Rumours and wishful thinking often accompany important and ongoing projects. The future of central Knowlton – its Coeur villageois – is one of those. Concrete steps have been undertaken by the town. Here is how the project has grown since it was first presented to the public in May of last year.
The Library building and Coldbrook Park are at the core of the project. The town has already purchased two buildings in that area; the blue building at 30 Lakeside and the former Mill Pond Plaza at 264 Knowlton Rd. for a total land area, including the Pettes Library and Coldbrook Park, of more than two acres. In time, this is where a general information center on ducks, (Centre d’interprétation du Canard) and the public market will settle.
For its part, the Pettes Memorial Library needs more space in the present building to carry out its activities and include public meeting areas.
In an interview with Tempo, Louise Morin, TBL councillor for economic development, explained that “we have to look how these two projects can tie in together. It may mean an addition to the library or revamping the available space. We won’t know before we have expert proposals.” And when will that happen? In 2018, during Town Hall renovations, the 30 Lakeside building will serve to house town employees.The former Mill Pond Plaza may be demolished in the spring. No reconstruction will happen during that time.
“Then there is the Blackwood Dam that has to be included. Council has yet to decide what kind of new structure will be considered. A decision should be announced in the coming months on the dam,” said Morin.
It is hard to put a price tag on a project in its early stages. More concrete plans have to be drawn, consultations have to take place before coming to a final plan and its approval. “In 2018, there will be no demolition before feasibility studies are done. Then we will look at how much it will cost and where the money will come from. The costs will be substantial,” concedes Morin. We will look at all possible sources of financing including the town’s funds, the Pacte rural, federal and provincial subsidies, Foundation money, private donations, etc.” No ceiling has been set but the project will need external funds to be carried out.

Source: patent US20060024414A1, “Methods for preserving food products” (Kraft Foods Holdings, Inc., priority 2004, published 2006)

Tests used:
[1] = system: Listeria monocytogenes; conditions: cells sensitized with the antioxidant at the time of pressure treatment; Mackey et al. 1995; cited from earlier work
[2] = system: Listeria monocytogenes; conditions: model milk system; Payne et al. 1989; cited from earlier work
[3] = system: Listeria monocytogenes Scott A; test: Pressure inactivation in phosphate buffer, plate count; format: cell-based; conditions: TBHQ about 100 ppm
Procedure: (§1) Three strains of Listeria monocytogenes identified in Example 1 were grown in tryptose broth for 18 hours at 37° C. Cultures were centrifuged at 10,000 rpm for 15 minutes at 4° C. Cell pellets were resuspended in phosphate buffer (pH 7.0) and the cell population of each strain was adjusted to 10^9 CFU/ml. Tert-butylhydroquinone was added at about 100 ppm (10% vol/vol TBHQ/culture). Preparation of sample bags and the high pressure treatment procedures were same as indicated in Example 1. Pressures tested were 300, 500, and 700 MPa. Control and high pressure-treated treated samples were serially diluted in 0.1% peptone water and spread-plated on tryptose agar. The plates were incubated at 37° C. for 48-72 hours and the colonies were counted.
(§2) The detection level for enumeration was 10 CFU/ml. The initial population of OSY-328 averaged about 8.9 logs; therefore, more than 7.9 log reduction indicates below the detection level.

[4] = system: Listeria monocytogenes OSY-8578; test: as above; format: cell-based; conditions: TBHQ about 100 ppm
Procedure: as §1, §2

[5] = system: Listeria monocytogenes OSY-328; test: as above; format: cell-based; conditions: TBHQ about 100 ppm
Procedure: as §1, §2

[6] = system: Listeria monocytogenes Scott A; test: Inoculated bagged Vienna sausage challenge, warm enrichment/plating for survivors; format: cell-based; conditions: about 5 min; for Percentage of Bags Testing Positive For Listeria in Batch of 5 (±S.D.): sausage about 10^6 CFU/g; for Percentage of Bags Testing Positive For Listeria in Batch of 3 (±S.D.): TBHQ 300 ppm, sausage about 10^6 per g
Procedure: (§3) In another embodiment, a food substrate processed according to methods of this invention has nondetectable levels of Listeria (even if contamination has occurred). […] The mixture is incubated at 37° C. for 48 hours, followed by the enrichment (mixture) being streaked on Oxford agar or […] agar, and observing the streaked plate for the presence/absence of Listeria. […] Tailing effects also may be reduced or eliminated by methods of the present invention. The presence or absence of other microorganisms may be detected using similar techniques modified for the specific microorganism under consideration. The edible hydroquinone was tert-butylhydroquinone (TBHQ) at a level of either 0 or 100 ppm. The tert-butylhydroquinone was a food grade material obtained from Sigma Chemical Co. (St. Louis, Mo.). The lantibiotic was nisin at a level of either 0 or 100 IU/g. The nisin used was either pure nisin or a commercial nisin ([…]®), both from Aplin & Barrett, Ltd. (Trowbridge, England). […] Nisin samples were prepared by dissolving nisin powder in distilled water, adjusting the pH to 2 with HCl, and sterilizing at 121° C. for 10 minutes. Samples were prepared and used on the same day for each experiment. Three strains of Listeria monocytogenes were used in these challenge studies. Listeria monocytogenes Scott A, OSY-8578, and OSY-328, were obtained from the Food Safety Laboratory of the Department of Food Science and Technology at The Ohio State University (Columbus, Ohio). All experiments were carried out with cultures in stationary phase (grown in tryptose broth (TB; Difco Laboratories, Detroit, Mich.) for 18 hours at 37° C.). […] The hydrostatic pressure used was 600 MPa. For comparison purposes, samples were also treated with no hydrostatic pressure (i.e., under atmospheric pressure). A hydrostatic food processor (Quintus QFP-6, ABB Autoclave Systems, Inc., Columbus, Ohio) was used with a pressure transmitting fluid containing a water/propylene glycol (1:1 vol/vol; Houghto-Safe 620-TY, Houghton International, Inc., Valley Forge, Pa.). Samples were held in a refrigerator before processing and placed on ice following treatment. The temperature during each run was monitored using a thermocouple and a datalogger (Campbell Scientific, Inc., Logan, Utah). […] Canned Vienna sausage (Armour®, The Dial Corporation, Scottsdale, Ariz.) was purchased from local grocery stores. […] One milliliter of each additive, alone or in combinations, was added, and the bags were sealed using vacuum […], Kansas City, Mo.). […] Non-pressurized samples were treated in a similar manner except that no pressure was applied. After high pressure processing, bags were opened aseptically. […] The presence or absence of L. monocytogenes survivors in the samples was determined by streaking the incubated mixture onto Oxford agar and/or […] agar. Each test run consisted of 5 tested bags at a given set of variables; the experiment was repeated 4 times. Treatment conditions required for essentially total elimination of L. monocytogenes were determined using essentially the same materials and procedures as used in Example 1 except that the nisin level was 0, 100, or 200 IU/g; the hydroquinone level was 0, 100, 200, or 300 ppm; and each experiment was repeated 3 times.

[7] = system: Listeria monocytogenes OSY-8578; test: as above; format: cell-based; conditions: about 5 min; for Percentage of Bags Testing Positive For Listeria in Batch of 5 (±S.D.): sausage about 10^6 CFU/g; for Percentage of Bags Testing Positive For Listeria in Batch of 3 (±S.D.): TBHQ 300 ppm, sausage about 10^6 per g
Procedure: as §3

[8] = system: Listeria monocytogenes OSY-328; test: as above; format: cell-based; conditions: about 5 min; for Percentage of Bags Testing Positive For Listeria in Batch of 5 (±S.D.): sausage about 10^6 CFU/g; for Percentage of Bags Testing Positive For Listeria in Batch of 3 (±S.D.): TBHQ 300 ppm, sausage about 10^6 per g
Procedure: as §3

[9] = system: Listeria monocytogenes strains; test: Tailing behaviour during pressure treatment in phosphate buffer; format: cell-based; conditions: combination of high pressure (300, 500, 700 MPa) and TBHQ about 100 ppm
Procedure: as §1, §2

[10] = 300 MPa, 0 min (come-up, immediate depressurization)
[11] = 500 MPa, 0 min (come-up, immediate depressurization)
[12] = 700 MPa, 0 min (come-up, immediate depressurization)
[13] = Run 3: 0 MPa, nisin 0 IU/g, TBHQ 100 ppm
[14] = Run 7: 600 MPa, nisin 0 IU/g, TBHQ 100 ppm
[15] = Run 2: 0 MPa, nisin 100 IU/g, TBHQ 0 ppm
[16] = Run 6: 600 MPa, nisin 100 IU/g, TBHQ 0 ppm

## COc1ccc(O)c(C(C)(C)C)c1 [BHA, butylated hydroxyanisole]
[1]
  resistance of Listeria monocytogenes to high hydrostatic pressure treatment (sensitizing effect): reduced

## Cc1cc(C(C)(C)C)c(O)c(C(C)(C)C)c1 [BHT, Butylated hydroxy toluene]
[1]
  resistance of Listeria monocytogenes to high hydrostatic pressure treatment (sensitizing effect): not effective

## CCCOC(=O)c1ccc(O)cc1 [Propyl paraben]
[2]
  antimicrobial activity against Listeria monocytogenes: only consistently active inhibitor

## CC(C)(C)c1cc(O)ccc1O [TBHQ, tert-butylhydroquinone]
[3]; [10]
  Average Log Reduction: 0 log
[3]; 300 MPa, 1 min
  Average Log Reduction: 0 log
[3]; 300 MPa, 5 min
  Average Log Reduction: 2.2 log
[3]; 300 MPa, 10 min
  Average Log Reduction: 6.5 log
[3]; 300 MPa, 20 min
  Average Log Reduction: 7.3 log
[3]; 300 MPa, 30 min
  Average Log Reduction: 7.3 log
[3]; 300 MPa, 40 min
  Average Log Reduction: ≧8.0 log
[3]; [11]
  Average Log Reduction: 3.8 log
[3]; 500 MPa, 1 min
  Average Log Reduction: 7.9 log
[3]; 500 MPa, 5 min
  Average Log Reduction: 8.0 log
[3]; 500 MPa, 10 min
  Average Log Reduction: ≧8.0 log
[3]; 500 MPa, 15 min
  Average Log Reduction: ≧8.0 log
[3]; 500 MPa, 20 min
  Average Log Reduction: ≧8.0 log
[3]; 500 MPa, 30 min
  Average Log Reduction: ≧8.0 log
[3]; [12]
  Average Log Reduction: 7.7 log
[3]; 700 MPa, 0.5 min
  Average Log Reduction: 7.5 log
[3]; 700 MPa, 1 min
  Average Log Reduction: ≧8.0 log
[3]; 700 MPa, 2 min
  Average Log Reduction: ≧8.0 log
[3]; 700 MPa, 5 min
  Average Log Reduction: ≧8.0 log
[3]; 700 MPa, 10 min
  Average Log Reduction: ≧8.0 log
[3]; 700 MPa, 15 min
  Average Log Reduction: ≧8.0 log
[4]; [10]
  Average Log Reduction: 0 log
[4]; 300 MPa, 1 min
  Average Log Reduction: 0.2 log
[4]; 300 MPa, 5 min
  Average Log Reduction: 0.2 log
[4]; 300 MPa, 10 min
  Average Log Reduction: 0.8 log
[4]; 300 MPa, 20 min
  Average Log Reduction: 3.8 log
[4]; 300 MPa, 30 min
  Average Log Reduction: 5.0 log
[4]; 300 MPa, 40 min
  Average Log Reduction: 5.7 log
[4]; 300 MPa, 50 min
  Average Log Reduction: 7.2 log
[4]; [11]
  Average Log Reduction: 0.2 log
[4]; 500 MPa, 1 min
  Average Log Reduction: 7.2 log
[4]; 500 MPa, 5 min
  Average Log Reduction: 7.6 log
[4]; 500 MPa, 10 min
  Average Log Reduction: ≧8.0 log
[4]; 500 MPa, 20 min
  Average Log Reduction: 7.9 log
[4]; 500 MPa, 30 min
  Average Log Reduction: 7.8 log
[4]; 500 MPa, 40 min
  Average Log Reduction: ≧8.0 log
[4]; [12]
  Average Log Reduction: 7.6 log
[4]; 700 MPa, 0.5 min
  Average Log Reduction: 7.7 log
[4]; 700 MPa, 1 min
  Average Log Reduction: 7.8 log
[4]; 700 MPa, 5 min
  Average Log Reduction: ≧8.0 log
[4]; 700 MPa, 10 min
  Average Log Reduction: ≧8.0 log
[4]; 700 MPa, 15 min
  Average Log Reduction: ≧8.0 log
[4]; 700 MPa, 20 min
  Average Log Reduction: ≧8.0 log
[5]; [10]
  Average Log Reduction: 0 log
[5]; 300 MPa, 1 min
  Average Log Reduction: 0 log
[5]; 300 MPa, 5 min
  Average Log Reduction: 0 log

So far the town has spent $845,000 plus taxes to acquire the two commercial buildings. TBL’s budget set aside $75,000 this year for various studies and evaluation.
Coming back to the timeline, “we hope to have the project well under way if not completed in the present mandate of Council,” said Morin, adding “if it happens sooner all the better.”
As Councillor Morin said last May, when she presented the plan to the public, the measure of its success will depend on “whether we can achieve this at a reasonable cost, in a timely fashion and that the citizens are pleased with the outcome.”